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The world of real estate investing is vast, whether it be house flipping, owning rental properties or flipping vacant land. 

All of these avenues have the potential to lead you to substantial financial growth, but this key element can make or break your financial success: building relationships.

There are various reasons as to why every investor should take time to build the right relationships. 

The keys to building the right relationships: don’t be afraid to meet new people, know where to network, and know how to find the right professionals to surround yourself with. 

More people, More Opportunities

By adding more individuals to your network, you are adding to the possibility for new investment opportunities to come across your plate.

Being apart of like-minded communities can open the doors to many different types of people; people who are excited & ready to teach or partner with others.

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Finding the Right People

Cultivating the right relationships is just as important as finding them.

Whether it’s a group of people, or just one individual, choosing someone to work with will ultimately affect your success.

Ask yourself:
“Do they share similar values and goals as me?”
Someone who doesn’t share similar values or goal to your own will not likely last as a long term partnership.

“What are they best at?”
Sales, management, putting systems into place, finances, etc.

Look for others who compliment both your values AND work style.
For example, Sean enjoys sales and has shown motivation and commitment to the group by interacting daily. You are happy managing day to day operations but would like to partner with someone who is better at sales. 
Sean is someone you want to invest your time into. Build that relationship. 

Utilizing the wisdom gained from others, knowing where to look and surrounding yourself with the right people is essential to long-term success in any investing venture. 
After utilizing the tips above for, you are ready to start networking, building great relationships and seeking out new opportunities!

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Listen to the Latest Podcast

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Anthony: Are there structures on the neighboring areas that are also in the flood zone?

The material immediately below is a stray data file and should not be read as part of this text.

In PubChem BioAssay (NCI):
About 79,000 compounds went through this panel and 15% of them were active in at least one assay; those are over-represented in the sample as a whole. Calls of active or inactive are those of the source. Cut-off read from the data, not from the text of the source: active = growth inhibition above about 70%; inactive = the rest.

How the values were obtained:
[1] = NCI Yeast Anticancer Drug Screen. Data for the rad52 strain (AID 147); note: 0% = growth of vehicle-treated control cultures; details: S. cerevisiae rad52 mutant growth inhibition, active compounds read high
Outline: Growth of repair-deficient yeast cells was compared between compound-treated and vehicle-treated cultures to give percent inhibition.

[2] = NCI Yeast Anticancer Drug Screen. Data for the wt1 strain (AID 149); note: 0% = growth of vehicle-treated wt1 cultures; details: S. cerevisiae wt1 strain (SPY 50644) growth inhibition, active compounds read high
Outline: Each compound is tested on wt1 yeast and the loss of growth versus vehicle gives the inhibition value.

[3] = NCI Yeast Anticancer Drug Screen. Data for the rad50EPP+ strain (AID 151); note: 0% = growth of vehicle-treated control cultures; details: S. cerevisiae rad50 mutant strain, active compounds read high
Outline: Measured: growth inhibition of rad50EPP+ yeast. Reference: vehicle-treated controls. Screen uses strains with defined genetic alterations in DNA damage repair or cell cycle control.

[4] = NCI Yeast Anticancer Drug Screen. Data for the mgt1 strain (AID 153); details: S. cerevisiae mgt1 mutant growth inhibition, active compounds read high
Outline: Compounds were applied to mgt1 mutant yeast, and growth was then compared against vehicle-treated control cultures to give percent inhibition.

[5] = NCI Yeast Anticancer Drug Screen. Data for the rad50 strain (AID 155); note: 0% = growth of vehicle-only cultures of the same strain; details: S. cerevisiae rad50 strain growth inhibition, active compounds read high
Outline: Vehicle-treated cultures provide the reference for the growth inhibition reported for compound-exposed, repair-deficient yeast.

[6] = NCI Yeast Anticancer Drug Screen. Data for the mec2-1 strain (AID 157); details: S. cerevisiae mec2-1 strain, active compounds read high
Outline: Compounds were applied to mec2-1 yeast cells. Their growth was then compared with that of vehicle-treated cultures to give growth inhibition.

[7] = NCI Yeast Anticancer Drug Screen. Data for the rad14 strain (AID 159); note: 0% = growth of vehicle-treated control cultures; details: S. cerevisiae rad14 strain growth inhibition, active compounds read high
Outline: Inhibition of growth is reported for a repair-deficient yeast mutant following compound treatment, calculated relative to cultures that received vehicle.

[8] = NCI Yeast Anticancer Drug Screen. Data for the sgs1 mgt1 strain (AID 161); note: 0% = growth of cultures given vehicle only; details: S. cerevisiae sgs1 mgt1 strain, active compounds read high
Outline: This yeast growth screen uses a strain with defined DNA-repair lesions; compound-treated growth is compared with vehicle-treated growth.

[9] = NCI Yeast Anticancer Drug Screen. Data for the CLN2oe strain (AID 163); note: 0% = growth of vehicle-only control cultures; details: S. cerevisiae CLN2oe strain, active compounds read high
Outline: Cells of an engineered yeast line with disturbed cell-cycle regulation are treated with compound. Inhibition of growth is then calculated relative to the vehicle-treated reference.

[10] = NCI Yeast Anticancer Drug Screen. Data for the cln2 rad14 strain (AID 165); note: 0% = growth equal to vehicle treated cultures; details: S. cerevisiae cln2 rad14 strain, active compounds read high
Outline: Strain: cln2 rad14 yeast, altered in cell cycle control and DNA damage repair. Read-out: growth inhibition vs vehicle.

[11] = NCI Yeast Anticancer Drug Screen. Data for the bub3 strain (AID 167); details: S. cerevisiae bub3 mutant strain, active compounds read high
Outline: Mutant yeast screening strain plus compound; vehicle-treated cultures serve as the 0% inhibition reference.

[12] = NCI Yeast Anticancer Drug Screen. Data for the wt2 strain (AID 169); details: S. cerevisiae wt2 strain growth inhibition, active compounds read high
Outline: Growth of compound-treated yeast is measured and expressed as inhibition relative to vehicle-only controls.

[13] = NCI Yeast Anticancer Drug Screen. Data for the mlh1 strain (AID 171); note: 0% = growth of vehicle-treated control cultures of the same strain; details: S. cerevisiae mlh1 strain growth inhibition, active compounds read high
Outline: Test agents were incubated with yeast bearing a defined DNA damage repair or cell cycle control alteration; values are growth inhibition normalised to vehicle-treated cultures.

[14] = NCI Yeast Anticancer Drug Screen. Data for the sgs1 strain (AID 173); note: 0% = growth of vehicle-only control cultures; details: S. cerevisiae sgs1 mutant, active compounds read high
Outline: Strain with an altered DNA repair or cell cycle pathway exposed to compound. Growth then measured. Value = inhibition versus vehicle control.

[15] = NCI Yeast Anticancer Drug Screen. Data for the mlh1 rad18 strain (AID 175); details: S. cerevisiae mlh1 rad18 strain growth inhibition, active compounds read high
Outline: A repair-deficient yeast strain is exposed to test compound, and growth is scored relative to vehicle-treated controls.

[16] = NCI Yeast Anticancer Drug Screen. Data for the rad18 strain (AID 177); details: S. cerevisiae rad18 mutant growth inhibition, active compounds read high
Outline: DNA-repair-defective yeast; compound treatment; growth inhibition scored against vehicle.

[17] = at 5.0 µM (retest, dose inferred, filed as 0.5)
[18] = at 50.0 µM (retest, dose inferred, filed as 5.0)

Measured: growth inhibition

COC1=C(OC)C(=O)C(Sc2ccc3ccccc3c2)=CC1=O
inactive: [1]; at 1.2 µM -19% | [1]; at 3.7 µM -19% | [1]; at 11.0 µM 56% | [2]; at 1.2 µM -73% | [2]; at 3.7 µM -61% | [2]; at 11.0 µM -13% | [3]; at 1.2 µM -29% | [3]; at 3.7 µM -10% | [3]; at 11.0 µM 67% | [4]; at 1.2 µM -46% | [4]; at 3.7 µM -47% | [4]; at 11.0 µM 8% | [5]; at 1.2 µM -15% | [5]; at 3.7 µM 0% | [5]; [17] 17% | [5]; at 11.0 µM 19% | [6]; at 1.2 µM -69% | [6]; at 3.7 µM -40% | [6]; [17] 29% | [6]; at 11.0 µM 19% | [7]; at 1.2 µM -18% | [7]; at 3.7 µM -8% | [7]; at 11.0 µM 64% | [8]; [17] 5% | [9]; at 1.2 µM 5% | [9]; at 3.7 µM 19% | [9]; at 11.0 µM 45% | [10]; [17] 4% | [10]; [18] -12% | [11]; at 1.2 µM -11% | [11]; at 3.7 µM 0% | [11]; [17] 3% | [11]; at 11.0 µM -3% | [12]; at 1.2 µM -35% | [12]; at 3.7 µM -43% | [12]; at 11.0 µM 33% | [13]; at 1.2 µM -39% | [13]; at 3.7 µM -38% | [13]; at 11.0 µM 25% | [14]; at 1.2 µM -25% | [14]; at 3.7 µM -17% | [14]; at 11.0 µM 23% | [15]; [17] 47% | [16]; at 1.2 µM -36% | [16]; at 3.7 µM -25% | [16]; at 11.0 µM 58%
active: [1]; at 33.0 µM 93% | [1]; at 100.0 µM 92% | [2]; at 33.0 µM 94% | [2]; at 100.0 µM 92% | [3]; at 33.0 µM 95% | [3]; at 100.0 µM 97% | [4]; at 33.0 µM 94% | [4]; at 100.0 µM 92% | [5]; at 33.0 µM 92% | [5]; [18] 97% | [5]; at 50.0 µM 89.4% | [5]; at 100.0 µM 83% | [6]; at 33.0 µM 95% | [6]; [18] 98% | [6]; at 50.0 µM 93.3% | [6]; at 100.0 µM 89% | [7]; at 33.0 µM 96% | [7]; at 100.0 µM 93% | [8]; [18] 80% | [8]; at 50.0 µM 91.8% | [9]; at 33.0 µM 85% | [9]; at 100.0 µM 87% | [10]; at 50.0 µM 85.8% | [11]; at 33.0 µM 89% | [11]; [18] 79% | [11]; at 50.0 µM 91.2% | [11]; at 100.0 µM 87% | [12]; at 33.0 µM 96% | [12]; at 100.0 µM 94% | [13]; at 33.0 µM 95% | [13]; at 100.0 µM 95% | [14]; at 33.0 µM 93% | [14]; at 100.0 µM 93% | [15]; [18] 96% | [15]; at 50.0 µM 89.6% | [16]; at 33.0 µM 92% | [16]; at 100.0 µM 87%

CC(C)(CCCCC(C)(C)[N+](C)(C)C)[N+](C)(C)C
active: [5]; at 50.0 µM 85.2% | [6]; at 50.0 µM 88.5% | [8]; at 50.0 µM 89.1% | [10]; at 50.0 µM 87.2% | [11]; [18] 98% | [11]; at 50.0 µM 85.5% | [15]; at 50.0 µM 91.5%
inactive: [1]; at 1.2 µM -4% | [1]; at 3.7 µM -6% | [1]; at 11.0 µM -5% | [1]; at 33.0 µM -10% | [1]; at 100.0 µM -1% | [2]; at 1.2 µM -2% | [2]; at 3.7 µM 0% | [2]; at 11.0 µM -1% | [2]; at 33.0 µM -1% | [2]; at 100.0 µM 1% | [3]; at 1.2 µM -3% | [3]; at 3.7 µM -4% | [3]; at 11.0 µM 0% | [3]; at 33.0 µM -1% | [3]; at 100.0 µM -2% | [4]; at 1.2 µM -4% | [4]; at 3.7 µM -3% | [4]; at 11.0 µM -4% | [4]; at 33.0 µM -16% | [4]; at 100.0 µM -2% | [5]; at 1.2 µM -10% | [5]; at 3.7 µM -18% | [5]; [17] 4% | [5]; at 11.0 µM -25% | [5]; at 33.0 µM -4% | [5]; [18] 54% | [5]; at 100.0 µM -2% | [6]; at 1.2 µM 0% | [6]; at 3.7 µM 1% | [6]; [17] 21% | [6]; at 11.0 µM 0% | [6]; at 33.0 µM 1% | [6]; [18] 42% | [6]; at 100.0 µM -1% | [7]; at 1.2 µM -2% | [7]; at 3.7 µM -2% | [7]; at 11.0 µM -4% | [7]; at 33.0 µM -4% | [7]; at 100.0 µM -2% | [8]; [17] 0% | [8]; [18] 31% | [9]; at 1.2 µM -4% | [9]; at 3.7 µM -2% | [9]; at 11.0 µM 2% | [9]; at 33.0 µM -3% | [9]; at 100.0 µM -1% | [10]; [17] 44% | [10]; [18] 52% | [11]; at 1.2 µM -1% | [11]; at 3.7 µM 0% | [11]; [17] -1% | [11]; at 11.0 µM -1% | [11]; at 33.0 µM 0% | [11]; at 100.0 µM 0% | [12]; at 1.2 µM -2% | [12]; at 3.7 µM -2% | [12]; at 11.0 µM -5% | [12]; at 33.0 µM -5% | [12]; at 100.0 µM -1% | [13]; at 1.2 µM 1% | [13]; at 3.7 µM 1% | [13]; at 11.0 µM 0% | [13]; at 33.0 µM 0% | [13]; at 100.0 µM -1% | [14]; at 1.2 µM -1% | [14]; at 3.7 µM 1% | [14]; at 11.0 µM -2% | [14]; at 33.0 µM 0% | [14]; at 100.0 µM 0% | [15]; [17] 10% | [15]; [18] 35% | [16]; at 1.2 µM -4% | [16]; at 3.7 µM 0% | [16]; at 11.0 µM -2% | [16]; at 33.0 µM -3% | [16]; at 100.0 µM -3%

Ron: Super Red flag. If it’s, if nothing else is built on in that flood plain, that’s a super red flag.

Anthony: Then I’m walking away. In Washington, and it’s like completely sloped, but once you get to the top, there’s a buildable spot and you get a view of the water and it’s beautiful.

It’s like, okay, well, how much does that increase the price? How much does that decrease the price?

Ron: And I got kind of crapped on in YouTube comments, like people talking about, uh, you’re a dirt ball for doing that. Like I, I just, I had no clue that was going to sell for 50, 000. Like I honestly felt like I was doing the seller at a time, a service for buying that for 1, 500.

And the thing about it is 99 percent of the time, the seller knows something’s up with their land. Like they’re not stupid. So when you tell them that like they’re not jumping out of their seats, surprised, like they know it’s on the side of the mountain or they know that whatever the situation is. Hey everybody, welcome back to the real estate investing podcast.

I’m your host, Ron Apke, joined with Anthony Weiler. Really happy to have Anthony in here again. He’s been on a few episodes already, uh, brings a depth of knowledge. To the industry, to the land investing industry, to the real estate industry, and really happy to have Anthony alongside with me with this episode.

And today’s episode is all about land defects. And we’re going to talk about the three most common defects we see in land. And first off, Anthony, I wanted to start like. A defect does not mean you cannot buy the land. Like, there are, the key to acquiring defected land is negotiating. And like, that is the start of it.

I have so many stories of making tens of thousands of dollars off severely defected land because you get it at the right price. And I think that is the most important thing. And when you get hurt with defected land is when you’re trying to buy it like it’s normal land, right?

Anthony: Right. Yeah, that, that’s one thing is obviously do your due diligence.

And if it’s, there’s a defect to it, you have to negotiate and you’re just going to have to be transparent with the seller and say, Hey, look, I’d love to give you what I’d sent out if you’re doing a blind offer, like what we teach. But once you take a look at the land, like there’s no way. And if, you know, if you are convinced by the seller, or maybe you just get emotionally tied to the deal, which we talked about that in a, in a previous episode.

That’s where you can really get, um, where you could really get screwed is where you could screw yourself over if you were to move forward with it. But, um, yeah, analyze the deal and you’re going to have to negotiate down. It happens all the time to where we end up getting a lot of profit because we’re not afraid to do so.